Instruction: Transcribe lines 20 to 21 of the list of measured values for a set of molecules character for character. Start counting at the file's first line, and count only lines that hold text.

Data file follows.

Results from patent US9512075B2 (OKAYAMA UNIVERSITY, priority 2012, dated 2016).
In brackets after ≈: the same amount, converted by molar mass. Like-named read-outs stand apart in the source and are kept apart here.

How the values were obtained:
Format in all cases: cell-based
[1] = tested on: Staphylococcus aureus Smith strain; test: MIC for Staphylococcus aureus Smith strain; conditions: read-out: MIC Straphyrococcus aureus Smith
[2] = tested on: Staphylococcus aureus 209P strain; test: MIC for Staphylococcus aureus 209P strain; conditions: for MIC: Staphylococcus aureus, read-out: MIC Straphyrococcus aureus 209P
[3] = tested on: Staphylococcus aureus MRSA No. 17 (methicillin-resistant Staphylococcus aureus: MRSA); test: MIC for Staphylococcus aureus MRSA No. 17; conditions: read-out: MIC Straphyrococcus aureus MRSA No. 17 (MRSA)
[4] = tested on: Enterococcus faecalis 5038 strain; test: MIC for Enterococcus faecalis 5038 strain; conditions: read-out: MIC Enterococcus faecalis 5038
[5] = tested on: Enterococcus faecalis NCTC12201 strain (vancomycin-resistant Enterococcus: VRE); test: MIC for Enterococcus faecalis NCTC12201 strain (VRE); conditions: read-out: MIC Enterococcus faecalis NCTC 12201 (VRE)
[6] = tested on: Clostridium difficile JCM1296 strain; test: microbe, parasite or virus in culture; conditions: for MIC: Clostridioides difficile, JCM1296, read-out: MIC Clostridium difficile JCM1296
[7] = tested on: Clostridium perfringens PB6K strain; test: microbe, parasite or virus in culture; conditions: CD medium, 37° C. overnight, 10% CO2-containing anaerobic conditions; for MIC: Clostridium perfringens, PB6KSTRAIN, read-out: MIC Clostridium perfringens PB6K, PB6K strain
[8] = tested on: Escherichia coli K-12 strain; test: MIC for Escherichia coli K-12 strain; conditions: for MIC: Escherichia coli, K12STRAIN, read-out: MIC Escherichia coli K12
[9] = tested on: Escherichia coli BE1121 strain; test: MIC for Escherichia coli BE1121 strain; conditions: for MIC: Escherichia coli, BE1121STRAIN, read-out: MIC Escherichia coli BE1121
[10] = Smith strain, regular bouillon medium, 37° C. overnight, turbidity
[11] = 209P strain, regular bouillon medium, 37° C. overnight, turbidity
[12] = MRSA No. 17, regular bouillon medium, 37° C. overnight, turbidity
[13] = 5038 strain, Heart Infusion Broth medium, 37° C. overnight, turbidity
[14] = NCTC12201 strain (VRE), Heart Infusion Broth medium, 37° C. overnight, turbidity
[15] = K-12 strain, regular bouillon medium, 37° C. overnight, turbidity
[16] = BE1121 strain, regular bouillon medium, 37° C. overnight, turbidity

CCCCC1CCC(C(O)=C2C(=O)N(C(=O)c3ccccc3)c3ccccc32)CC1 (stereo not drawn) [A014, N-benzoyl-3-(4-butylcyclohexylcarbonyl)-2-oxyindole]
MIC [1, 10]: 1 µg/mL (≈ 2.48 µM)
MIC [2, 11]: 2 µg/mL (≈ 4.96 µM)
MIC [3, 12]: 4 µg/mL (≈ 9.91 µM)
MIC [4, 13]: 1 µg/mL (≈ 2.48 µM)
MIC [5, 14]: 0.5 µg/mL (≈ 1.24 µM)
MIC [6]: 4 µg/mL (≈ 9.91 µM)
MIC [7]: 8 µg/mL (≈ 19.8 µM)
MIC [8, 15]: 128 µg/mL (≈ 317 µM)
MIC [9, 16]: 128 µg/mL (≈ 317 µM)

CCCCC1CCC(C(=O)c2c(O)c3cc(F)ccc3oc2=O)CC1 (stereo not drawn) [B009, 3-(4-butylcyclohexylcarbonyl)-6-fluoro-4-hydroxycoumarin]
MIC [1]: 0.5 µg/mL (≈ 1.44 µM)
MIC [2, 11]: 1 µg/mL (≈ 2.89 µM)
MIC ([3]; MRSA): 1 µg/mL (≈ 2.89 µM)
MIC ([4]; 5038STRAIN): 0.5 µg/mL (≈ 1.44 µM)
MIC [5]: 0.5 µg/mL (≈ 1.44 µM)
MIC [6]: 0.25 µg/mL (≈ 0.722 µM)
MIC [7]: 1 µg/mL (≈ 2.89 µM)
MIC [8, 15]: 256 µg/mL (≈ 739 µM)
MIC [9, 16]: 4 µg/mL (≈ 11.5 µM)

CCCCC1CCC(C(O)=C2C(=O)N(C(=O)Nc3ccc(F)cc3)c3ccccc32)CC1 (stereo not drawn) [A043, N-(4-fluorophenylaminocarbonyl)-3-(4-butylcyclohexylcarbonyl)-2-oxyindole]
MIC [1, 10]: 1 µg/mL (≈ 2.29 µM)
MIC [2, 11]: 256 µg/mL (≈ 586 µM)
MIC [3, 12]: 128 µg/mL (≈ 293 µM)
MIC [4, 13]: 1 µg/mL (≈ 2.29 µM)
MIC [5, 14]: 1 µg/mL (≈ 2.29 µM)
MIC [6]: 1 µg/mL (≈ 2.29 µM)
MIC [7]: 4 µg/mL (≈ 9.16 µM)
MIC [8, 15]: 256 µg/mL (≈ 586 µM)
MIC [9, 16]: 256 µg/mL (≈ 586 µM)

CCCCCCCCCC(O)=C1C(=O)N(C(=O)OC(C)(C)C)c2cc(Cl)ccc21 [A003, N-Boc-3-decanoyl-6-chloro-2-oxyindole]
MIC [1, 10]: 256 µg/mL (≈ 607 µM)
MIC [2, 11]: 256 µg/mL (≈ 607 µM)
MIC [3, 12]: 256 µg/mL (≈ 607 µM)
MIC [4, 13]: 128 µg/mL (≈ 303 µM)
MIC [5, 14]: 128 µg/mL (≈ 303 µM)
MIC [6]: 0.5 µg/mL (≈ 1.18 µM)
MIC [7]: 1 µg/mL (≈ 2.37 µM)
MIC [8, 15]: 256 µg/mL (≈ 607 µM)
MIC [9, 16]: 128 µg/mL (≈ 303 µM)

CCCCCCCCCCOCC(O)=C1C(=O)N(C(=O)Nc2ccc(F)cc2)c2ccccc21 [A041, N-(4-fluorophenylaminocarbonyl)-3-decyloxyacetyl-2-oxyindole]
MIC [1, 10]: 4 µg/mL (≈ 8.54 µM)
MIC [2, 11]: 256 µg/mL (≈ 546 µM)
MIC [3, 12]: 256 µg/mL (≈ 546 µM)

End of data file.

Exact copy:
[16] = BE1121 strain, regular bouillon medium, 37° C. overnight, turbidity

CCCCC1CCC(C(O)=C2C(=O)N(C(=O)c3ccccc3)c3ccccc32)CC1 (stereo not drawn) [A014, N-benzoyl-3-(4-butylcyclohexylcarbonyl)-2-oxyindole]